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Will Malik Monk bring the same spark to the Kings that he showed in Los Angeles?

Teaming back up with his old Kentucky teammate De’Aaron Fox may bring out the best in new Kings guard Malik Monk.
By | 0 Comments | Sep 29, 2022

For the Sacramento Kings and their fans, free agency is usually pretty lackluster. It’s a known and obvious fact that Sacramento isn’t the most desirable place to live in California, especially for young, millionaire NBA players. But players can get over the location as long as the team wins, which is the typical train of thought in other small markets like Milwaukee or Utah as well. The Kings haven’t done much of that in quite some time, and as a result their chances of drawing in talent have been slim to none.

But that all changed on July 6, when Malik Monk decided to take his talents to the City of Trees. Though everybody knew it was possible, I was still somewhat shocked when he actually came over from the Los Angeles Lakers. As I mentioned earlier, players think a lot about winning and location when entering free-agency.

What I didn’t consider was how strong Monk’s relationship with his former teammate and good friend De’Aaron Fox truly was. The duo were mesmerizing at the University of Kentucky and the old footage has Kings fans very anxious to see how they’ll look together at this level.

This upcoming season will be Monk’s sixth in the league. He spent the first four years with the Charlotte Hornets, where he was drafted but wasn’t able to live up to the hype, even while showing flashes of elite offensive potential. After his rookie deal ended, Monk chose to sign with the Los Angeles Lakers last season in an attempt to start fresh.

In 76 games with L.A., Monk averaged career highs in points, rebounds, assists, field goal percentage and minutes per game with 13.8, 3.4, 2.9, 43.7% and 28.1, respectively. These aren’t eye popping numbers, but for the role Monk will be playing in Sacramento, they are intriguing to say the least.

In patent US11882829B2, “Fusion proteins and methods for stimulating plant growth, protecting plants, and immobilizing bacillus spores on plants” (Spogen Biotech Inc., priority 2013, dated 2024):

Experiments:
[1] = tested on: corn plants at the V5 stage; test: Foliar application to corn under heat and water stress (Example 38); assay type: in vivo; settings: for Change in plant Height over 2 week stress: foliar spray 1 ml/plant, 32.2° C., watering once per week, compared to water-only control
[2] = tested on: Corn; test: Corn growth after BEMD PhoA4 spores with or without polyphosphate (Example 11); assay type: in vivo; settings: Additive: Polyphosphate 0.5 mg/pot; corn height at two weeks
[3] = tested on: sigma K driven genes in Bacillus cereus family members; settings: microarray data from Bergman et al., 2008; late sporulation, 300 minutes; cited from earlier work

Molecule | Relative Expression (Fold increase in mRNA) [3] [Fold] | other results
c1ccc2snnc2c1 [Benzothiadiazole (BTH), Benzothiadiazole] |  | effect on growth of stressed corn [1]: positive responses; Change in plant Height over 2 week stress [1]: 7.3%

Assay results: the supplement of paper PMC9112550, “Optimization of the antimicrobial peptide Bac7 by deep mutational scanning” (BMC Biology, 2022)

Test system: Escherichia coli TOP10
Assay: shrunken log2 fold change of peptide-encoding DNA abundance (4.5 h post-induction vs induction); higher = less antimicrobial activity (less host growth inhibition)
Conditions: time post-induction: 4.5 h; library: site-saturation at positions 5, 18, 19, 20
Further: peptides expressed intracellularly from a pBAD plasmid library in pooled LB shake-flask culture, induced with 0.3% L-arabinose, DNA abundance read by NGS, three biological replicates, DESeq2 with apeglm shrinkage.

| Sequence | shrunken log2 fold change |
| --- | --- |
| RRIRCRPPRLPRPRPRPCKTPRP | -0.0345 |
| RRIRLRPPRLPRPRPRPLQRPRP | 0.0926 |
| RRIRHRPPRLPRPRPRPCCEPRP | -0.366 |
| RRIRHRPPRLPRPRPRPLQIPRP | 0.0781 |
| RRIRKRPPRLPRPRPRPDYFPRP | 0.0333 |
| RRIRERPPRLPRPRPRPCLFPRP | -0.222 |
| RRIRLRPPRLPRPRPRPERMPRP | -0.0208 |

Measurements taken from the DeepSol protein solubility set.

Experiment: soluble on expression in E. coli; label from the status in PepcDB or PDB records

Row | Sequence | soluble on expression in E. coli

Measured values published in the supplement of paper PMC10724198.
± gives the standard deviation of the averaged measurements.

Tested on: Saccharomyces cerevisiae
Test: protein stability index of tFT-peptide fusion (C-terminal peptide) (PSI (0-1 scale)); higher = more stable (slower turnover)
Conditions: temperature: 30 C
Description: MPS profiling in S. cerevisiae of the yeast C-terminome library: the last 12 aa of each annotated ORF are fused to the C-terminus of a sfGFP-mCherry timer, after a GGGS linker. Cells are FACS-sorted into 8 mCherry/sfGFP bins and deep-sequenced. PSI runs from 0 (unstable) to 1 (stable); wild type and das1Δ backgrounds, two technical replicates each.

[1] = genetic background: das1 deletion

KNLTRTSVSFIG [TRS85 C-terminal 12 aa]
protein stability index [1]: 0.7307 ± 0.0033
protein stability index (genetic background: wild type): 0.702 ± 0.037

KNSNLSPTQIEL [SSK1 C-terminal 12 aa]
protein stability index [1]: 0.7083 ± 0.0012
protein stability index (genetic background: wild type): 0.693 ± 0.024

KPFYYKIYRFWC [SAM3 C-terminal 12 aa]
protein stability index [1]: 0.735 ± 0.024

What is the best case scenario for their season?

Monk will be turning 25 this year, which puts him in the range for what most consider to be an athlete's prime. With training camp underway, Monk is now competing with Sacramento’s other big acquisition Kevin Huerter for the role of the starting shooting guard. Huerter is younger, bigger and arguably better. However, Monk’s aforementioned bond with Fox could play a massive in role in his minutes.

The best-case scenario for Monk is that the chemistry he shares with Fox ignites a flame in him many around the league likely thought had died out. In this situation, he would be the Kings’ starting shooting guard and set another career high for points per game, while also making Sacramento’s back court one of the league’s most exciting with him and Fox looking like they’re in college again.

What is the worst-case outcome?

The worst-case scenario? Monk plays how he did with the Hornets. The occasional ESPN top-10 highlight or an insane shooting performance, but inconsistent and generally subpar. If he plays this way, he will be downgraded to the King’s last option at shooting guard behind both Huerter and Terence Davis. It doesn’t seem very like he will fall off that hard, but you never know. The chances of Fox allowing him to play that poorly are minimal.

What do you think is the most likely role for them?

“Of course I want to start,” Monk told reporters Monday at Kings Media Day. “But I don’t mind coming off the bench, either. I’m going to go out there and be the best version of myself I can be and do everything I can for [coach] Mike Brown so we can win.”

Even though there is a chance we could see Monk in the starting lineup every once in a while, his most likely role will in the second unit alongside Davion Mitchell in what would surely be one of the league’s toughest secondary backcourts. In the second unit, Monk will be looked at to score often and efficiently. He will be their best 3-point option and also remove some pressure from Mitchell to score.

Monk also won’t have to worry about guarding the other team’s best scorers in this role. He may have to guard them here and there, but just until Fox or Huerter sub back into the game. This will let him do what he does best and put on a show on offense. When the bench has the ability to excite the crowd just as much as the starters do, you’ve got a great situation on your hands.

In short, Monk will be crucial to the Kings’ success this season. And if he brings the type of passion he has shown in his recent interviews, he should be in for a great year.

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